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Post-processing of 3D-printed parts using femtosecond and picosecond laser radiation

 
: Mingareev, I.; Gehlich, N.; Bonhoff, T.; Meiners, W.; Kelbassa, I.; Biermann, T.; Richardson, M.C.

:
Preprint urn:nbn:de:0011-n-2833562 (529 KByte PDF)
MD5 Fingerprint: 149ff2c5e6e78dd805ca70e66dd2099b
Erstellt am: 28.3.2014


Helvajian, H. ; Society of Photo-Optical Instrumentation Engineers -SPIE-, Bellingham/Wash.:
Laser 3D Manufacturing : February 2014, San Francisco, California, United States
Bellingham, WA: SPIE, 2014 (Proceedings of SPIE 8970)
ISBN: 978-0-8194-9883-0
Paper 89700R
Conference "Laser 3D Manufacturing" <2014, San Francisco/Calif.>
Englisch
Konferenzbeitrag, Elektronische Publikation
Fraunhofer ILT ()

Abstract
Additive manufacturing, also known as 3D-printing, is a near-net shape manufacturing approach, delivering part geometry that can be considerably affected by various process conditions, heat-induced distortions, solidified melt droplets, partially fused powders, and surface modifications induced by the manufacturing tool motion and processing strategy. High-repetition rate femtosecond and picosecond laser radiation was utilized to improve surface quality of metal parts manufactured by laser additive techniques. Different laser scanning approaches were utilized to increase the ablation efficiency and to reduce the surface roughness while preserving the initial part geometry. We studied post-processing of 3D-shaped parts made of Nickel- and Titanium-base alloys by utilizing Selective Laser Melting (SLM) and Laser Metal Deposition (LMD) as additive manufacturing techniques. Process parameters such as the pulse energy, the number of layers and their spatial separation were varied. Surface processing in several layers was necessary to remove the excessive material, such as individual powder particles, and to reduce the average surface roughness from asdeposited 22-45 μm to a few microns. Due to the ultrafast laser-processing regime and the small heat-affected zone induced in materials, this novel integrated manufacturing approach can be used to post-process parts made of thermally and mechanically sensitive materials, and to attain complex designed shapes with micrometer precision.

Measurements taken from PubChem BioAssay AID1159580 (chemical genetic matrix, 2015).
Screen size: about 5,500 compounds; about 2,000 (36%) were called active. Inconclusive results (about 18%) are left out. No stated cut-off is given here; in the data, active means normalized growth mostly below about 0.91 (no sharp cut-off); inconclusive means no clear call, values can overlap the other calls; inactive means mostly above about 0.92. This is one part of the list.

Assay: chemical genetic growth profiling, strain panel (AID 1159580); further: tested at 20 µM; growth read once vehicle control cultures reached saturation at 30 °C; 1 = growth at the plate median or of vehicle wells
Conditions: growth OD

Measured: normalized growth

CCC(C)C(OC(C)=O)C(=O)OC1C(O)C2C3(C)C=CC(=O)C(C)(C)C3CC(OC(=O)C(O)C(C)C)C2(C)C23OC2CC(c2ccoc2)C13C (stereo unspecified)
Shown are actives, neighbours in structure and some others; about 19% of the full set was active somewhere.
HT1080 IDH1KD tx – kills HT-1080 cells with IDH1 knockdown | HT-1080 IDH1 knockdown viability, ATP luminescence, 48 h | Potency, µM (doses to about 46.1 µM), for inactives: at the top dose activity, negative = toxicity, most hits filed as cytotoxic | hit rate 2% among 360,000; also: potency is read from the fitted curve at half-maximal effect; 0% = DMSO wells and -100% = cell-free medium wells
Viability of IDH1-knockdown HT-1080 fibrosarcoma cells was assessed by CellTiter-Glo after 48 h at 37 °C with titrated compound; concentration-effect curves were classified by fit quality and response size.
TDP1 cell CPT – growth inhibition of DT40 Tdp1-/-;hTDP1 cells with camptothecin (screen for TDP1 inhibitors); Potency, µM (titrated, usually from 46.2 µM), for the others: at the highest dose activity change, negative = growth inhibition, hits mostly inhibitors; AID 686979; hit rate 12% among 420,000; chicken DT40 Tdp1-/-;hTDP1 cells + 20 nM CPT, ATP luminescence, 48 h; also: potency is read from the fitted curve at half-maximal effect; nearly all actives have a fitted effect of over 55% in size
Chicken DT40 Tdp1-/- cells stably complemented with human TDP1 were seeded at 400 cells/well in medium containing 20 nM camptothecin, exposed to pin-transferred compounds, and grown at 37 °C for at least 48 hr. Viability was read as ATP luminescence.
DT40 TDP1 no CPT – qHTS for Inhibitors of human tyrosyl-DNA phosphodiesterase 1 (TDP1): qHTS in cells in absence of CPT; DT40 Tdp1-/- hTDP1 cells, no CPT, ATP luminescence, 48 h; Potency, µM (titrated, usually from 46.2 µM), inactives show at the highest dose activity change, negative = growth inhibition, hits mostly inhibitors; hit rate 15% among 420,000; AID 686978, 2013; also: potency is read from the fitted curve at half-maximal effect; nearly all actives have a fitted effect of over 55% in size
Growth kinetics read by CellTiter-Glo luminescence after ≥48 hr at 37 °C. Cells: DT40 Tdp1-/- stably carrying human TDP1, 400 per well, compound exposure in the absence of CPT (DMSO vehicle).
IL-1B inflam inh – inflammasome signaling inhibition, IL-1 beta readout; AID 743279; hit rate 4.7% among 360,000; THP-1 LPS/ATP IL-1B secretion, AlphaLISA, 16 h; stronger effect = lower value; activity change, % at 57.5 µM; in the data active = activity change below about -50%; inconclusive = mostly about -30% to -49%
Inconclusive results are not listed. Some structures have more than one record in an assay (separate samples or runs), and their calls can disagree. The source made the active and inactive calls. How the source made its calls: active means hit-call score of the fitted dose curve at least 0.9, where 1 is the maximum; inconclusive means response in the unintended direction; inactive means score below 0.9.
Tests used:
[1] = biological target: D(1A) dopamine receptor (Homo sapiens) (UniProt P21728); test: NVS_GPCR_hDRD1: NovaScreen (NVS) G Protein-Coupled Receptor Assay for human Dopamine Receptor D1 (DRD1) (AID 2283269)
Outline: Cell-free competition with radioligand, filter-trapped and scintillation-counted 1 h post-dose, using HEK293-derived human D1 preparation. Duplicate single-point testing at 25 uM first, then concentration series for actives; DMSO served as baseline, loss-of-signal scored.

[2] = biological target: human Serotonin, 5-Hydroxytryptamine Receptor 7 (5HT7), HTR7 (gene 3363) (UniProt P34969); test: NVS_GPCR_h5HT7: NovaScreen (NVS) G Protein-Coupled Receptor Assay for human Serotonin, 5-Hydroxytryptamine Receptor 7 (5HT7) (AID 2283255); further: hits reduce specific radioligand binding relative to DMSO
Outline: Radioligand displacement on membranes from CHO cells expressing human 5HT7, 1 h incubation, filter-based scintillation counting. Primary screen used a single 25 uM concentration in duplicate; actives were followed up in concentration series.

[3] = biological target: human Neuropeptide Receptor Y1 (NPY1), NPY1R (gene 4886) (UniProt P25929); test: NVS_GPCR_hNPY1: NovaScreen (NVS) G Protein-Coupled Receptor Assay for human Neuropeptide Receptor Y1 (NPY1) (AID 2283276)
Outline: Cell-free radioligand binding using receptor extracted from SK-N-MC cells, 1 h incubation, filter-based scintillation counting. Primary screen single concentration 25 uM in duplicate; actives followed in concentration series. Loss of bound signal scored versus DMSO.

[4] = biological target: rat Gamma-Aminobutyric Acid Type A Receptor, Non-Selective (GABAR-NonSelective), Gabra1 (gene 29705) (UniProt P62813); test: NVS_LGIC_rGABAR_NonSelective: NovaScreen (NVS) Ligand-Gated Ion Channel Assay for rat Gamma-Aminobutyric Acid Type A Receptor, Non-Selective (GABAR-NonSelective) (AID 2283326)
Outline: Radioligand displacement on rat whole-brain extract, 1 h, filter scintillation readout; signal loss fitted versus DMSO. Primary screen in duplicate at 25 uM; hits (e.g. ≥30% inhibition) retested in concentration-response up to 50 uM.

: http://publica.fraunhofer.de/dokumente/N-283356.html